“More powers for Scotland – guaranteed.” In defending the Union the No campaign have been notably uncomfortable defending the status quo, instead trying to present a No vote as a vote for enhanced devolution within the UK. The “guaranteed” powers are simply a set of small reforms already agreed. But with all three No parties putting forward their own, albeit contradictory, proposals for further devolution, as well as federal ambitions outlined by Gordon Brown and Murdo Fraser, there is a sense of momentum behind further powers being deliberately created to appeal to those swing voters who were left frustrated at the exclusion of a Devo-Max option from the ballot.
We can have both, so this argument goes. Scotland can benefit from greater decision making power without the great ‘risk’ of independence. But risk is a funny thing. Voting No out of fear that independence is a risk is like refusing the offer of a brand new bike because you’re worried about being hit in traffic. Sure, it’s possible that you could get by a bus – but a lifetime of lethargy on the sofa is more likely to kill you. Independence might seem like a leap of faith but only if you ignore the risk of managed decline within the Union.
The response of the Yes campaign to the federal offerings has generally been to dismiss these proposals as a pre-referendum bribe that will fail to find serious support following a Yes vote. This is not simply a debating point – any extension of the Scottish Parliament’s powers would depend on the support of MPs from the rest of the UK. It is hard to imagine circumstances in which Scotland would vote No and backbench Tories would then line up to give Scotland further autonomy.
But if we imagine that federalism could be achieved, is it desirable? In arguing for greater devolution, the anti-independence parties endorse the central argument of the Yes campaign – that decisions about Scotland should be made in Scotland – while insisting that many decisions about Scotland should be made elsewhere.
Generally, devo-max is understood as the ‘everything but’ option. A devo-max Scotland would stop short of the trappings of nationhood, sharing defence and lacking independent citizenship or a diplomatic network, but would have complete control over as much as could feasibly be devolved. Former Labour First Minister Jack McConnell has even gone so far as to suggest that Scotland could have its own independent immigration policy while remaining in the UK.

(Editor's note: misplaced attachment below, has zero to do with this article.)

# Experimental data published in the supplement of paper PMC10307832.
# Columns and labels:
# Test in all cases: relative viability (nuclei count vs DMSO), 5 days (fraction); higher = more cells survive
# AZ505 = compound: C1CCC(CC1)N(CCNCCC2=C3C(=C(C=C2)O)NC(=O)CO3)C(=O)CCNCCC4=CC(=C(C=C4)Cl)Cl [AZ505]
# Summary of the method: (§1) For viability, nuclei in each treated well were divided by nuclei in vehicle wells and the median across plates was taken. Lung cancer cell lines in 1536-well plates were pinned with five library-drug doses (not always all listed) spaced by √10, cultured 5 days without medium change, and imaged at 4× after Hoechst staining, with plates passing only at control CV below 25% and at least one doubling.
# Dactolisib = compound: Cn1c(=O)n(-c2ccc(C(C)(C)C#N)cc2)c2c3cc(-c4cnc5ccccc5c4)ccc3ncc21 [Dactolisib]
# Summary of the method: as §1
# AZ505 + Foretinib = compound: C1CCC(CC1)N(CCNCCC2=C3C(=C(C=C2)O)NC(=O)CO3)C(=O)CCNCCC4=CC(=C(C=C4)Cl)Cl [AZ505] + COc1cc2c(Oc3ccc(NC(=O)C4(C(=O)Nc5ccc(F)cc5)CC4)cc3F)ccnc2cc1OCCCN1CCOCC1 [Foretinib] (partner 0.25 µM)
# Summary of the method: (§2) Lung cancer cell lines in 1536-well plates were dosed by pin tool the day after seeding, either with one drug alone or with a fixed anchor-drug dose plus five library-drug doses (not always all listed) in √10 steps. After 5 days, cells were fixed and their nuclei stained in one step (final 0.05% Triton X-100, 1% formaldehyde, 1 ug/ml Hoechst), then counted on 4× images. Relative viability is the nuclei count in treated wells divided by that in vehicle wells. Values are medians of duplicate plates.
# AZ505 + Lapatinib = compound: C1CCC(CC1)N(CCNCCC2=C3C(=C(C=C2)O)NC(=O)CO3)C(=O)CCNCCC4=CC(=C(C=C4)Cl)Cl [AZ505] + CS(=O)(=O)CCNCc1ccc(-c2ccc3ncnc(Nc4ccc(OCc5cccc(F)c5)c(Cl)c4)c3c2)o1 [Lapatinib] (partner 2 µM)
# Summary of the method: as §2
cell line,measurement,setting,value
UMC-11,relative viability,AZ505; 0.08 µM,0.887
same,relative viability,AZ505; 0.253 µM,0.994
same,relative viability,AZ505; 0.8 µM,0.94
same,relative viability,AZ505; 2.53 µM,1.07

The proposals put forward by the No parties are pitiful in comparison. A bit of leeway of tax-varying powers might be beneficial to Scottish policymakers but it is hardly life changing. But then, maybe that’s the point. And there’s a huge contradiction between the insistence that independence is a grave threat and that greater Scottish autonomy
If Scotland votes Yes, one Labour politician tells us, then border posts will need to be set-up to deal with differing immigration systems; if Scotland votes No, another Labour politician tells us, we can have our own immigration system within the UK. Sharing a currency while having divergent fiscal policies would lead to economic collapse, a Tory politician tells us; but Scotland should have much greater freedom over economic policy after a No vote, another Tory politician tells us.
The central benefit of remaining in the UK put forward by the No campaign – that the Union allows us to pool resources and share risk and reward – would be completely undermined should Scotland pool resources for only a shrinking set of government functions in this imagined federal future.
It is possible to imagine a federal settlement that would deal with many of the problems that Scotland, and Britain, face. The English regions would benefit greatly from the sort of autonomy that Scotland, Wales and Northern Ireland already have. Reforms to the way Westminster functions – the introduction of proportional representation or an elected second chamber, for example – would drag British politics into the modern age. But the idea that a No vote is a vote for this sort of change is self-evidently ludicrous. The very best – the very best – we are being offered is a gradual transfer of powers from Westminster to Holyrood.
This approach might massage the fears of those who see a Yes in September as a risk. But the risk of waiting is great too. How many more Scottish children will be born into poor households while Holyrood waits for job-creating powers? How many families will struggle to afford the basics while Holyrood waits for power over wages? How many disabled Scots will suffer under unfair benefit sanctions while Holyrood waits for power over welfare? How many more years will we have to wait for Trident to be decommissioned? How many more years of unelected Tory governments will we have to endure?
If we’re to believe that September’s vote is a choice between all powers and some powers, then what powers, exactly, should we not demand?
Image from Documenting Yestival